Skip to content

Appearances – I explain Yemen to Canadians

My global media preeminence (see here and here) appears to have spread to a distant, wintry land known to its inhabitants as “Canada.” I discussed the escalating civil strife in Yemen today with host Theo Caldwell of The Caldwell Account on the Sun News Network, sometimes considered Canada’s equivalent of Fox News. The show was aired live and will only be rebroadcast on Canadian cable — and not everywhere in Canada at that — but I’ll link to a transcript, audio, or video if and when available.

For now, my main points:

1) Yes, the violence in Yemen is bad and getting worse. No, we shouldn’t panic yet. Yemen has a long and unhappy history of regional and tribal strife, with North and South Yemen only uniting in 1990, but so far the violence has not exploded into civil war.

2) Yemen’s strategically important not because of oil — it produces a mere 0.3 percent of the world’s total — but because of its location at a chokepoint in the Red Sea, threatening the sea lanes (and oil tankers) in and out of the Suez Canal, which by the way is already troubled by Somali pirates coming from just across the narrow sea.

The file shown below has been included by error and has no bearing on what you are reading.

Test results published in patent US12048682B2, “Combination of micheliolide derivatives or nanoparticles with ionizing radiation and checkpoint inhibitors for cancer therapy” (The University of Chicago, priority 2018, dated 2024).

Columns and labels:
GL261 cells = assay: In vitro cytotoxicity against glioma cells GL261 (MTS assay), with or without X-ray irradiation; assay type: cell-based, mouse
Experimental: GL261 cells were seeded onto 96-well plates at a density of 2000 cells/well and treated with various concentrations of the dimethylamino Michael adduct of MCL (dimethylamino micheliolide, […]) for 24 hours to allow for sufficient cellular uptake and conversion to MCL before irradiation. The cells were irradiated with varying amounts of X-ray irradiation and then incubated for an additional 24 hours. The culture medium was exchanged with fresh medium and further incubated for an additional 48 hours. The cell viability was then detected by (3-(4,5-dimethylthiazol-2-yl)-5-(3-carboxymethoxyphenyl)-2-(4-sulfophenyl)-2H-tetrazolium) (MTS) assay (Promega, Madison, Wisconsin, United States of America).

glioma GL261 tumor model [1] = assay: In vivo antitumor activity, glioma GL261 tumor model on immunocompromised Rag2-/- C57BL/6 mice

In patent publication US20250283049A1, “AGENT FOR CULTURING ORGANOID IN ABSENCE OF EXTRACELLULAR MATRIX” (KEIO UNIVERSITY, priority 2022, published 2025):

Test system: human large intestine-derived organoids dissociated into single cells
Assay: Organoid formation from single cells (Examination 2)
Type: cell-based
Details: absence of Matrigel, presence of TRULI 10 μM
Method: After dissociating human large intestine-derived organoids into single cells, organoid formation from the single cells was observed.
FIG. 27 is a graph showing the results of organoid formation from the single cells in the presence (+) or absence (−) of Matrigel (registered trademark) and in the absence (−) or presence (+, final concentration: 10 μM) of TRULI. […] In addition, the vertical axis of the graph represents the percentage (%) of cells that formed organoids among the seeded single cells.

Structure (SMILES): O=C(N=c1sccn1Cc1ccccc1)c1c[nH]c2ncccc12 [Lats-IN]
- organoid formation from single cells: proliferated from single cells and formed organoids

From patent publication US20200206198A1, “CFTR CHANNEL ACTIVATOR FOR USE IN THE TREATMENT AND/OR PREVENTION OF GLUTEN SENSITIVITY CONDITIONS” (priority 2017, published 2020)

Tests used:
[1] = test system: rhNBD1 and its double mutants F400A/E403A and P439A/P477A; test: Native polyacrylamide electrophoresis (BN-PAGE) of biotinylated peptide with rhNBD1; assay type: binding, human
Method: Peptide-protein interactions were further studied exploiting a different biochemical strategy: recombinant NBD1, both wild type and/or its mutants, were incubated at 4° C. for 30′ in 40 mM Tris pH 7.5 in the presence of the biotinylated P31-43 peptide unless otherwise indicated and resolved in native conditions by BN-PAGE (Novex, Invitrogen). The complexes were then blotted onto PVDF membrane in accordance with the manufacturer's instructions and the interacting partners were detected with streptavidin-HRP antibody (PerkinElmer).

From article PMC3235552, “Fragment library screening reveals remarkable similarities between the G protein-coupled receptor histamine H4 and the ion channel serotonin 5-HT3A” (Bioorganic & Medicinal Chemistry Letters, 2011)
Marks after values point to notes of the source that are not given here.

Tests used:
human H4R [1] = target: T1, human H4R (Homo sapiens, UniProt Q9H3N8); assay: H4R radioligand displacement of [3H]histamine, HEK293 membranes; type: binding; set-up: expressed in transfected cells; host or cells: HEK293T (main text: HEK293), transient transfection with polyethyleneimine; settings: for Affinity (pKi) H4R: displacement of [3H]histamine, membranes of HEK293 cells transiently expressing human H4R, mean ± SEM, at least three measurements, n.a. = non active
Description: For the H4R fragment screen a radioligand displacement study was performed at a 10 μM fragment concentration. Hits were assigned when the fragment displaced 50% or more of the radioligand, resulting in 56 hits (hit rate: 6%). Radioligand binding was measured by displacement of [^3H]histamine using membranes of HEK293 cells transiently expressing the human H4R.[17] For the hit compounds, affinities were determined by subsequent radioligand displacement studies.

3) The Yemeni franchise of al-Qaeda — AQAP, al-Qaeda in the Arabian Peninsula — is the strongest al-Qaeda branch remaining — but that’s not saying much.

4) Yemen’s dictatorial president, Ali Abdullah Saleh, has played a double game much like Pakistan’s, sometimes coddling Islamic extremists as means to his own ends, sometimes cracking down on them to appease the U.S.

5) The most powerful figure in the opposition, Major General Ali Mohsen al-Amar, has protected the demonstrators with his troops but is not a nice guy either: He was Saleh’s No. 2 until recently and his chief enforcer in repressing northern rebels.

And one point I didn’t get to on the program:

6) Yemen is in Saudi Arabia’s backyard. They’ve intervened there before, most dramatically by waging a proxy war with Egypt for influence in the 1960s, and they were already intervening before the Arab Spring to combat Yemeni rebel groups and al-Qaeda. If the Yemenis don’t find a solution for themselves, the Saudi monarchy will find one for them — whether they like it or not.

Post a Comment

Your email is never published nor shared. Required fields are marked *